develop an episode of delirium, but after the latter resolves, the former will persist.
Delirium may occur across a continuum of associated levels of arousal from lethargy to
extreme agitation (or excitement). The terms ‘excited delirium’ and ‘agitated delirium’,
which are synonymous and interchangeable, describe delirium at one end of this
Delirium can be caused by several factors, including adverse reactions to therapeutic
drugs, substance abuse (notably stimulants, like cocaine and methamphetamine),
substance withdrawal (especially from alcohol), certain physical illnesses (such as sepsis
and hyperthyroidism), or mental illness.
When someone develops excited delirium his/her ability to focus, sustain, or shift
attention is impaired, and he/she is easily distracted. The person’s speech may be loud,
rambling and incoherent, and it may be difficult or impossible to engage the person in
conversation. The person may also be disoriented in regards to time, location, and
purpose. They may misinterpret perceptions of events in their environment. They may
become delusional or experience hallucinations. Due to an elevated body temperature
(hyperthermia), many of these individuals remove one or more items of clothing, and
may even be completely naked, while sweating profusely. They appear to have
extraordinary strength and often seem insensitive to pain. Violence towards objects,
especially shiny objects, like mirrors and glass, is a peculiar phenomenon that often
accompanies excited delirium. Many reports of in-custody deaths attributed to excited
delirium describe sudden calmness just prior to the person’s unexpected demise. The
signs of excited delirium are summarized in Table 1.
Sometimes other conditions mimic excited delirium, including drug and alcohol
intoxication or withdrawal, low blood sugar, overactive thyroid, pure psychiatric disease,
dementia, sepsis, and head injury. Law enforcement officers do not have the expertise to
differentiate excited delirium from all these other causes of abnormal behavior, but they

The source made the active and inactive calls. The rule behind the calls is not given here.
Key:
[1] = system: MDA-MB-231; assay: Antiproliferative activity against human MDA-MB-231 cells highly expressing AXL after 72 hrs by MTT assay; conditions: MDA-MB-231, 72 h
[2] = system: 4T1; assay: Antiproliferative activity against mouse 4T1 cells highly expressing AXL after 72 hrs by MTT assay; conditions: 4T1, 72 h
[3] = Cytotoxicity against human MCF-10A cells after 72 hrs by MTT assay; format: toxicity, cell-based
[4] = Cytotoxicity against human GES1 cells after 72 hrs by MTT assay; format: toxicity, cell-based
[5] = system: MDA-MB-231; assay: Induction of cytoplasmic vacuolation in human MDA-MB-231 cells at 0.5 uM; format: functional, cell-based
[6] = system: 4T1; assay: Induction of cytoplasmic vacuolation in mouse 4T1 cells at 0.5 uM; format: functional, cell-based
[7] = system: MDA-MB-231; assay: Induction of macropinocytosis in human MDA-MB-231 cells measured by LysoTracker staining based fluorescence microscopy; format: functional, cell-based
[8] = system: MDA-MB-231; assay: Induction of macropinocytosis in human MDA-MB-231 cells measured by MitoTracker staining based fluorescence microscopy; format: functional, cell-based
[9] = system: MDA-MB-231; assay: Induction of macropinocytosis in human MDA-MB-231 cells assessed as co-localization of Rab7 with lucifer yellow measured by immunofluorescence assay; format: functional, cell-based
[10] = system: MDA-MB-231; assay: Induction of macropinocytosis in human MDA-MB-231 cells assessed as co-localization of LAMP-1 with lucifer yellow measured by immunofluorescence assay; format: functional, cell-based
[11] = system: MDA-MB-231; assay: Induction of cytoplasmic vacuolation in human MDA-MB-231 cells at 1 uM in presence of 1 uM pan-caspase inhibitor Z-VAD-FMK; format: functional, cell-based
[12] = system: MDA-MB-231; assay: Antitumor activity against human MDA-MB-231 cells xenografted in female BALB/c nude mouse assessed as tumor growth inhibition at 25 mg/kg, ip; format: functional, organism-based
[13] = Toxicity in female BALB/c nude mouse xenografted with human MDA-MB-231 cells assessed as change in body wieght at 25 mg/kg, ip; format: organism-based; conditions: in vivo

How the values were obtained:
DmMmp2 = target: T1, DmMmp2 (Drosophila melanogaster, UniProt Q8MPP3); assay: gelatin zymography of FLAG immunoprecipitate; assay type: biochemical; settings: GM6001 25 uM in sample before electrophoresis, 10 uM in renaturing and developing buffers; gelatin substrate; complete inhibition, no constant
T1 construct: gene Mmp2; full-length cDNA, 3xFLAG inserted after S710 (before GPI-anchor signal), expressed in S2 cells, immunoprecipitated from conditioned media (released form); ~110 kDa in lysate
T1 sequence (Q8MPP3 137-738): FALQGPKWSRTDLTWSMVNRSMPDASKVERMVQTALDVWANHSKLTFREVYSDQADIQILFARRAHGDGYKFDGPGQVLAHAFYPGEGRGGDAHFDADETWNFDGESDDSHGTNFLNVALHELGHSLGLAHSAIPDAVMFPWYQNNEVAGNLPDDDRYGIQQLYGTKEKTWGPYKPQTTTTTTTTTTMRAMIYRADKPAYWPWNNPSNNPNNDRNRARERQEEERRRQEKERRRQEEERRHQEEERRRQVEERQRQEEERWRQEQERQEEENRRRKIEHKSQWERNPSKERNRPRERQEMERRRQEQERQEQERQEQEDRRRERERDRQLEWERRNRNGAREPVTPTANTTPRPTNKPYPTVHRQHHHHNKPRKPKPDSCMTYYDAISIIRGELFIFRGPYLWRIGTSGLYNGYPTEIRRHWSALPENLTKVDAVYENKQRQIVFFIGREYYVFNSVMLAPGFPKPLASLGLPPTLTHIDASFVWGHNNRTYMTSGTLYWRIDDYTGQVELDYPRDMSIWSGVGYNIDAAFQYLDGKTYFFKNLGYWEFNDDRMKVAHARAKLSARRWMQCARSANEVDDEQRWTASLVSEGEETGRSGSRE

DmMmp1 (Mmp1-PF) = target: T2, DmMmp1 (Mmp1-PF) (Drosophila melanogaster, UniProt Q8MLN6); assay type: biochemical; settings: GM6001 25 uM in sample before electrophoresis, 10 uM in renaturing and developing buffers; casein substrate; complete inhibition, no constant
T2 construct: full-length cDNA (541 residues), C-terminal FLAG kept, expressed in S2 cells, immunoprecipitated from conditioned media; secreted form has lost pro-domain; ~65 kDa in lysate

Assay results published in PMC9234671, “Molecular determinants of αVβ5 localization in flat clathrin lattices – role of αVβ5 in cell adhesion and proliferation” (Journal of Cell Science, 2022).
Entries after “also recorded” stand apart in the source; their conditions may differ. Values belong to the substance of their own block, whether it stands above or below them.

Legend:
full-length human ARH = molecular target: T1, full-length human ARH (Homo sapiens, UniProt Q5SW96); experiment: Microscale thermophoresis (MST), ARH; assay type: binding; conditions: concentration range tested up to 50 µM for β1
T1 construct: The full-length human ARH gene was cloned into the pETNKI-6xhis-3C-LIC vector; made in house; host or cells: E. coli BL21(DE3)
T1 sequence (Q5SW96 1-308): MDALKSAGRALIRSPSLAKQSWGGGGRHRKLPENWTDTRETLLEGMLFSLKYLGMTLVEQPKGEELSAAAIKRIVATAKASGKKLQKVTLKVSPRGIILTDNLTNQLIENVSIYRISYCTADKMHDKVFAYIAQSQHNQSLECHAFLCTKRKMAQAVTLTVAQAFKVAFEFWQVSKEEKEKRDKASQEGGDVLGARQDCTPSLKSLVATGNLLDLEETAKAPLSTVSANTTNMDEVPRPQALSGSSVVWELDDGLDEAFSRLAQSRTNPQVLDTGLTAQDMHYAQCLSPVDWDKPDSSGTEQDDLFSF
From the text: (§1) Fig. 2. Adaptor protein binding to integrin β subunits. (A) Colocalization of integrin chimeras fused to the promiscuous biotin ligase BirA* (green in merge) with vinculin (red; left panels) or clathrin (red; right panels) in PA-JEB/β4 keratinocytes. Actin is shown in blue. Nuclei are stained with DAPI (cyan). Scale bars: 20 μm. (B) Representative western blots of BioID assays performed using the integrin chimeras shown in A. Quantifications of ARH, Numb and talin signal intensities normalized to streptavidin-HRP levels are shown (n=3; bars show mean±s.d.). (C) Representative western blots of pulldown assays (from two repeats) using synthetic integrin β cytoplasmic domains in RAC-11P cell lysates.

are capable of recognizing telltale signs that warn of the danger of death. Thus, the
expectation is that they err on the side of caution and cast a wide net.
When an officer reasonably believes an individual may be experiencing excited delirium,
the individual is to be treated as if he/she is in a medical crisis and will require medical
attention. The individual must receive medical attention regardless of whether the subject
is also suspected of being under the influence of drugs and/or alcohol.
Many experts believe the common cause of death in persons with excited delirium is
profound metabolic acidosis, or lowering of the pH of the blood to a level incompatible
with life. The nature of excited delirium and its effects on the body are such that
continued struggling may aggravate the metabolic acidosis, possibly hastening or causing
the person’s death.
This document is adapted from the San Jose (CA) Police Department’s Training Bulletin: BULLETIN
NO: 006-2007 pertaining to the Management of Subjects in Excited Delirium.
June 17, 2008
Under some conditions it may be necessary to forcibly subdue a person, even one
suspected of suffering from excited delirium. It is possible for a person in this condition
to die, even when officers take all reasonable precautions. When it becomes reasonably
necessary to subdue a person who is believed to be in an excited delirium state, officers
should attempt to minimize the length of the struggle and seek immediate medical